Eye on KELOLAND: Parks & pandemic

Eye on KELOLAND

SIOUX FALLS, SD (KELO) — Sioux Falls city parks have been a popular outdoor refuge from the stresses and uncertainties created by the COVID-19 pandemic. But even as more people flock to the parks, there have been fewer workers maintaining those parks this spring and summer. That’s because the City of Sioux Falls put a freeze on hiring seasonal workers due to the financial strain created by the pandemic.

The park system is a crown jewel of Sioux Falls that hasn’t lost its luster during the pandemic to visitors like Ben Christians and his family.

“It’s our first time here in a long time and we really like just getting to be outside feeling like you’re not in the city and having the kids run around and see some nature in a nice, safe way,” Christians said.

Enjoying the outdoors at a safe distance from others is a big draw for city parks during the pandemic.

“People are using it at a level that we’ve never seen before, because of the pandemic,” Sioux Falls Parks & Rec Director Don Kearney said.

Carsa Davis enjoys a stroll through Falls Park four times a week.

“Totally therapeutic to be outside and exercise. Exercise has been my go-to for whatever is in my life that bothers me, so it’s always been important to me to get moving,” Davis said.

But now it’s park employees who’ve had to step-up during the pandemic. Since the city didn’t hire extra workers to handle day-to-day maintenance at parks, the full-timers have had to pick up the pace.

“They’ve been on mowers, they’ve been string-trimming, they’ve been doing a lot of the things seasonal employees have been doing, and the beauty of it is, they’ve not complained once,” Kearney said.

Longer-term park projects are on hold during the pandemic.

“Whether it’s painting light poles or fixing concrete, or whatever it might be, they’re not major issues. But things that our guys do to try to really make sure that the park systems are top-notch,” Kearney said.

The pandemic has even tapped-out Sioux Falls’ water fountains. The parks department has shut off the water to its downtown fountains to save on daily maintenance costs.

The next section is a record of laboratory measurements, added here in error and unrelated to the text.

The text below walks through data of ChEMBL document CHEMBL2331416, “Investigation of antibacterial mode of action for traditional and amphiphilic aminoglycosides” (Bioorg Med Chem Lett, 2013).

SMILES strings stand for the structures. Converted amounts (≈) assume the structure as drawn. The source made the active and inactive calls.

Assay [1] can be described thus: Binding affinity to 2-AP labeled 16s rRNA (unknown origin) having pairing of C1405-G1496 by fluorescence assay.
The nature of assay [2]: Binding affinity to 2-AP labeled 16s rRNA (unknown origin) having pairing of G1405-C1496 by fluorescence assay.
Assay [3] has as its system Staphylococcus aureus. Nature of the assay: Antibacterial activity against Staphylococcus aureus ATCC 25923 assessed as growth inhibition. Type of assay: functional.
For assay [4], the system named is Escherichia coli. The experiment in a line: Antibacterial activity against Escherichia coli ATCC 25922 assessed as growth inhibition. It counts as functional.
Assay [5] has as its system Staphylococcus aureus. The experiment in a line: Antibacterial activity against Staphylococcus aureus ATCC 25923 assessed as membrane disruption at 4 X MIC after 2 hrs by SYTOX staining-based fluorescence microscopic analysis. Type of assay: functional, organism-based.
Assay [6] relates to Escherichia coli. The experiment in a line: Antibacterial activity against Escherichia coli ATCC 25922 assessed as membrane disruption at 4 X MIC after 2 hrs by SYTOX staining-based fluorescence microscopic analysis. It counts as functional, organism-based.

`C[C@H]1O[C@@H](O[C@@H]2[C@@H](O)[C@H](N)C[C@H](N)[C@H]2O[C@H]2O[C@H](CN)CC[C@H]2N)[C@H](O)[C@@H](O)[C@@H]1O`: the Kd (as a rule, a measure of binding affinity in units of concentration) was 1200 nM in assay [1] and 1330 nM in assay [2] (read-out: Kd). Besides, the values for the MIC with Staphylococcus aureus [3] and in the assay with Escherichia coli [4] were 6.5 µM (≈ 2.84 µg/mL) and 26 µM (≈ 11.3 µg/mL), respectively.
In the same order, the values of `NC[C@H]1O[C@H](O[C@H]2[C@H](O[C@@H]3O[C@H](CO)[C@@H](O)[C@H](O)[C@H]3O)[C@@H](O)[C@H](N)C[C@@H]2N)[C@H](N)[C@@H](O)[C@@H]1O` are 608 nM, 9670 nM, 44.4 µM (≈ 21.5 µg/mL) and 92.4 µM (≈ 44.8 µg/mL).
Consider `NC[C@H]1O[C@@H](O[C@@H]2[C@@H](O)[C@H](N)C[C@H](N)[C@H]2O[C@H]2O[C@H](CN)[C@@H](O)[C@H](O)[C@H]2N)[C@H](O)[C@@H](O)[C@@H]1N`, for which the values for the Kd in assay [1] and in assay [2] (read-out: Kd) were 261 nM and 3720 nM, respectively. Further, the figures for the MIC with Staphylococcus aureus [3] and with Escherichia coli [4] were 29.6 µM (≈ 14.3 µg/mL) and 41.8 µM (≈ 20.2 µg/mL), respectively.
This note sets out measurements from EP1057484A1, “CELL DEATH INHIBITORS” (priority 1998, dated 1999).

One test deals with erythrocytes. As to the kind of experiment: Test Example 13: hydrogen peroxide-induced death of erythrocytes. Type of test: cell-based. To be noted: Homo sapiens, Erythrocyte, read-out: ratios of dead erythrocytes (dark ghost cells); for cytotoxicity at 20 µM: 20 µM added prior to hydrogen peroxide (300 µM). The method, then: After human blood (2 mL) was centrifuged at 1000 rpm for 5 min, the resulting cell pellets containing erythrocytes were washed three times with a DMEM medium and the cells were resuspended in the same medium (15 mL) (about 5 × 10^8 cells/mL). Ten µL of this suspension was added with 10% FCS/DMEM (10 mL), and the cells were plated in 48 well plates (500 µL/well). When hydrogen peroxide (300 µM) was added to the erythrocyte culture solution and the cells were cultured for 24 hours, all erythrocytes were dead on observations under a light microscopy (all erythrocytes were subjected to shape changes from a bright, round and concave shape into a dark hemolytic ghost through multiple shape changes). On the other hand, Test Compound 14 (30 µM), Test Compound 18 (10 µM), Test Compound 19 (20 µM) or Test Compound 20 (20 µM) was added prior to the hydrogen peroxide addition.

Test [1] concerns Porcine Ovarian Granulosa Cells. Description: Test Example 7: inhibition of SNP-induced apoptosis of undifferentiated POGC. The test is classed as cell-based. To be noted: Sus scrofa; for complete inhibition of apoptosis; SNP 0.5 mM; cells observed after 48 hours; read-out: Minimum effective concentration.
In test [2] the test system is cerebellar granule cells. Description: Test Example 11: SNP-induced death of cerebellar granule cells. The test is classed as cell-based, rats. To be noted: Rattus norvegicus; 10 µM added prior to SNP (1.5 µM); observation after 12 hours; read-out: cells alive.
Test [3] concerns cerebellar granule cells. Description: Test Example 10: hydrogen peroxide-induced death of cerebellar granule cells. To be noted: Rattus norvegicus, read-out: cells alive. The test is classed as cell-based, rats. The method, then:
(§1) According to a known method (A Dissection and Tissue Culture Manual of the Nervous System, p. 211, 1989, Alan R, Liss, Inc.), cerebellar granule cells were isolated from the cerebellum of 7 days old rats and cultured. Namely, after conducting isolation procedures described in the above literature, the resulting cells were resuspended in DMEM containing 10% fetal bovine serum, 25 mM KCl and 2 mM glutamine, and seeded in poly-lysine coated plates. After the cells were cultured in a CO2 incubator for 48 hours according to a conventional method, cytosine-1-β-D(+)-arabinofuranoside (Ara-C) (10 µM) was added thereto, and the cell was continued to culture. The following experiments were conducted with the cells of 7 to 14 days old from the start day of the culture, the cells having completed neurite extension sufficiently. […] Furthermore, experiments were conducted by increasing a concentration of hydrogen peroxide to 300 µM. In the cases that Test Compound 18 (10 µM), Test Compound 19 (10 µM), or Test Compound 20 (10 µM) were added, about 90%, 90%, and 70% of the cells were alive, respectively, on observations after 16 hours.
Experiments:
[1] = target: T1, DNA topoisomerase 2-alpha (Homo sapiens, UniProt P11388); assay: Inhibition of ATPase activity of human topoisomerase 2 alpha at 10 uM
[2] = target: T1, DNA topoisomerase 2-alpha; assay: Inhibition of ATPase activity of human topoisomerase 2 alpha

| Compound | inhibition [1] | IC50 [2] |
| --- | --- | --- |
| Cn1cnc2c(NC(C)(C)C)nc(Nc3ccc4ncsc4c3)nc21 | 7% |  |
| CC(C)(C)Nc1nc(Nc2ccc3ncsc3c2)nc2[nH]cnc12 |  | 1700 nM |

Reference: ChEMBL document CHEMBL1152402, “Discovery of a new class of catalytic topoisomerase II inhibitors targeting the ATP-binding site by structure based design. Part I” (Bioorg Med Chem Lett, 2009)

“They’re just not on because every day we have to monitor the chlorine levels in these facilities and so it would take extra bodies and that’s one of the decisions they made early-on is to not open those,” Kearney said.

Many visitors say they haven’t noticed any difference in the parks with less maintenance taking place.

“Look at it, it’s gorgeous! They still seem to be taking care of it pretty well,” Davis said.

But others say they’re disappointed that the pandemic didn’t spare city parks.

“It’s nice that we can still come out and enjoy this. But, I haven’t seen a big change in the way things look out here. But hopefully, it doesn’t get worse or anything like that,” Christians said.

Sioux Falls Parks & Rec says it’s important to provide a safe setting for visitors as we head into the peak of summer. Park workers, who are doing more with fewer resources, are proving that community pride can withstand a pandemic.

“Our folks are really proud about what they do. They want to provide a good showing to the community, they want to provide good quality facilities, so they’re pulling out all the stops,” Kearney said.

Kearney says parks and rec saved about $2-million by closing city pools for the summer. The city also works with local sports associations to share in the upkeep of athletic fields.

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